Krapina Neanderthal site

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Krapina Neanderthal Museum
Krapina 3 early Neanderthal cranium

Krapina Neanderthal Site, also known as Hušnjakovo brdo (Croatian for Hušnjakovo hill) is a Palaeolithic site found in 1899 which has the largest number of Neanderthal fossil bones found in Central Europe in 1899. It was excavated by Dragutin Gorjanović-Kramberger.[1]

It is located in the western part of Krapina. It has been declared a paleontological monument of nature. It is an important paleontological, paleoanthropological and archaeological site.[2]

This site enabled experts from all over the world to conduct research and elaborate scientific theories about human development and how human communities in Europe lived during at the beginning of the Late Pleistocene.[3]

Museum[edit]

Close to this archaeological site a museum presents the origin of life on Earth and the evolution of humankind.[4] It is situated in a park with statues of Neanderthals and contemporary fauna, such as a bear, a moose and a beaver set in the actual locations.[5]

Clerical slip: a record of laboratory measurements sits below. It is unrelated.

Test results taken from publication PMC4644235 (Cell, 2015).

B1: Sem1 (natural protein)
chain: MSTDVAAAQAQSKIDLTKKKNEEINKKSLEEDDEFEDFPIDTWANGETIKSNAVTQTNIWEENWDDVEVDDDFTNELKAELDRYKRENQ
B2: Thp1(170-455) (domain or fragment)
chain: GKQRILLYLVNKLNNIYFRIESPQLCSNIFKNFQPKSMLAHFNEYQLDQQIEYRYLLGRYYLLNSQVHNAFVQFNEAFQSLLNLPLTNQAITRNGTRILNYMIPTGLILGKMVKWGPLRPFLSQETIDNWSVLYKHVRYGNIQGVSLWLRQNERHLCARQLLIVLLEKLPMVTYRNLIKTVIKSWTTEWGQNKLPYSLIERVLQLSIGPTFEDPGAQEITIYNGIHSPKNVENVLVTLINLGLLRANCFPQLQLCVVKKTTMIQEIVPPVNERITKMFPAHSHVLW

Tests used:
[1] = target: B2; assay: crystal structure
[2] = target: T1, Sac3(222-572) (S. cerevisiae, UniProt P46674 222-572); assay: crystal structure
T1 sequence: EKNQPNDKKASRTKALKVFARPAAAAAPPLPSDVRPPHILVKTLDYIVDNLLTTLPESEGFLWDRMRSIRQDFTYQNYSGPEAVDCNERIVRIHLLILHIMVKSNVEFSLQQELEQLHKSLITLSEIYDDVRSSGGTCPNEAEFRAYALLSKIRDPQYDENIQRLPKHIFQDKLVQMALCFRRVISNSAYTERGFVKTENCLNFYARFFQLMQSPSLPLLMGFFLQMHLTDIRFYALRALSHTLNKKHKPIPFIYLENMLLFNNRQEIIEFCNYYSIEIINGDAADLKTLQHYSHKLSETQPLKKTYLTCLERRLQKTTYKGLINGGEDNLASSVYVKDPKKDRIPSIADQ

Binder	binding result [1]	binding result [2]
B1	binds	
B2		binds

References[edit]

  1. ^ http://paleoanthro.org/dissertations/krapina-bibliography.pdf The Krapina Neandertals. A Comprehensive, Centennial, Illustrated Bibliography
  2. ^ "Culturenet.hr - The World's Largest Neanderthal Finding Site". Culturenet.hr. Retrieved February 8, 2017. 
  3. ^ "Penn Museum - Analysis of the Dentition and Trauma of the Krapina Neanderthals". penn.museum. Retrieved February 8, 2017. 
  4. ^ "Muzej krapinskih neanadertalaca". Mkn.mhz.hr. 2010-02-27. Retrieved 2013-03-26. 
  5. ^ "Krapina Neanderthal Museum - Ice Age Europe". Ice-age-europe.eu. Retrieved February 8, 2017. 

Coordinates: 46°09′55″N 15°51′48″E / 46.1654°N 15.8632°E / 46.1654; 15.8632